Friday, September 22, 2006

Crank it

My new bike is going to have 175mm cranks. So what? Well, I have been using 177.5mm cranks exclusively for 4 years. I swapped by circumstance not design: in essence I couldn't find a cold forged 5 arm crank with a square taper in anything *but* 177.5mm, so I bought 3 and had done with it. I felt they helped for pushing the singlespeed up steeper hills, but otherwise no major difference. Afterall, they were only 2.5mm longer than 'usual'.

I revisited this decision several weeks ago, when getting new cranks for the IF. Having ridden my friend Biff's Jones, I was impressed with the stiffness, power transfer and looks of the Jones mod'ed xtr cranks. So what length?

It is oft quoted there was a tendency for the old school 29"er riders to use shorter cranks. Indeed, rumor has it Wes Williams wouldn't have anything to do with cranks longer than 170mm. Perhaps this is more applicable to geared bikes (for spinning the gear) But one could also look at the track riders using 160-165 cranks, and they don't hang about when it is time to transfer power to the wheels (and neither are they universally short of stature).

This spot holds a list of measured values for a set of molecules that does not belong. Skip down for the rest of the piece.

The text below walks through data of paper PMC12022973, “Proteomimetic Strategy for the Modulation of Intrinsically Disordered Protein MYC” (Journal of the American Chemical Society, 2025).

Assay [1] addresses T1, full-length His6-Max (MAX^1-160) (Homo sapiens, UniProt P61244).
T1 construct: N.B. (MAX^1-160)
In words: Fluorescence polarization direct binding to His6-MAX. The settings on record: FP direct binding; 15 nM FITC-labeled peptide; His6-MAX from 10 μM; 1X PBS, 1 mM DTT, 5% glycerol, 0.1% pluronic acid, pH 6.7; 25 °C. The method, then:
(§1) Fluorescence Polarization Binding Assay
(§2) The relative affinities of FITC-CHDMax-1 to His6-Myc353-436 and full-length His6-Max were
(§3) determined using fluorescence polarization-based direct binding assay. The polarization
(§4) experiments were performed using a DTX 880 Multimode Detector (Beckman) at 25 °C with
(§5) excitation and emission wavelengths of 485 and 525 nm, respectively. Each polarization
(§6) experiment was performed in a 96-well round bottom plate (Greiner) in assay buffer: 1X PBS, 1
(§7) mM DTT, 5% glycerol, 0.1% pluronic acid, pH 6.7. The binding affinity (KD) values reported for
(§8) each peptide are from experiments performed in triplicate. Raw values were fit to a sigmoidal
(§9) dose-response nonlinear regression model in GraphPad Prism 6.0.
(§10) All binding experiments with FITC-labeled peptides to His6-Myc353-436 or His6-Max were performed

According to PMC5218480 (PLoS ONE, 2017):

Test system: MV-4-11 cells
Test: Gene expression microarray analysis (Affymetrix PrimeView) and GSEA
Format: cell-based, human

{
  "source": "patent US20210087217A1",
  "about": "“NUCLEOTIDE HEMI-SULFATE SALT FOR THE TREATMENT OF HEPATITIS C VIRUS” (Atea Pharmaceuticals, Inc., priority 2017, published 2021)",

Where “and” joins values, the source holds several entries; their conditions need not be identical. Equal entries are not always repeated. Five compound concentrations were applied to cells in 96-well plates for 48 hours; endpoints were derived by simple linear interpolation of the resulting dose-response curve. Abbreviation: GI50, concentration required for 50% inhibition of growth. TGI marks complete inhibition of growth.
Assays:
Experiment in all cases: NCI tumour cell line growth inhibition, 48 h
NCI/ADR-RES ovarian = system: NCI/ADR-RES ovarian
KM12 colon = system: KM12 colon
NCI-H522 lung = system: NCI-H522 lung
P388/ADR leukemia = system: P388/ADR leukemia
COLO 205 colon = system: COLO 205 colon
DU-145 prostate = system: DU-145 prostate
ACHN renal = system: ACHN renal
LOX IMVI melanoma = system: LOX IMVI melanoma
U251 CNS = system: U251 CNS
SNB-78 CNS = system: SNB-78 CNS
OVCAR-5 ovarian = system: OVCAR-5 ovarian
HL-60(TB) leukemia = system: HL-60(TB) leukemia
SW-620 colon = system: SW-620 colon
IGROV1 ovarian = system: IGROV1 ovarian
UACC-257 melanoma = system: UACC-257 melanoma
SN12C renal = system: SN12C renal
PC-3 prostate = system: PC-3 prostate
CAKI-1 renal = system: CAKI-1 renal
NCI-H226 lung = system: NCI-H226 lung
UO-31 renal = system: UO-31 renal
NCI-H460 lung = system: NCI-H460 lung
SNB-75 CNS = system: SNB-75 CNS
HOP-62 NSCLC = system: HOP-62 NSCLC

I ordered 175mm, and I am glad I did. A more prolonged ride on Biff's bike this last week end led me to believe I can feel no detrimental difference whatsoever. A post on mtbr got me thinking further and after reading Leonard Zinn's diatribe on crank length, how to measure it and the pros and cons of changing, I decided to go all bio-mechanical. Turns out with my femur length, I should be using 170mm cranks, whereas with inside leg measurement I should be using 176-180mm length cranks. So there we go. Conclusions will be drawn after a prolonged time on the IF.

(pic courtesy of Jeff Jones)

1 comment:

Nick said...

Bernard Hinault and Cyrille Guimard discussed crank length in detail in the 80's and were less conservative even back then than the current pro-peloton.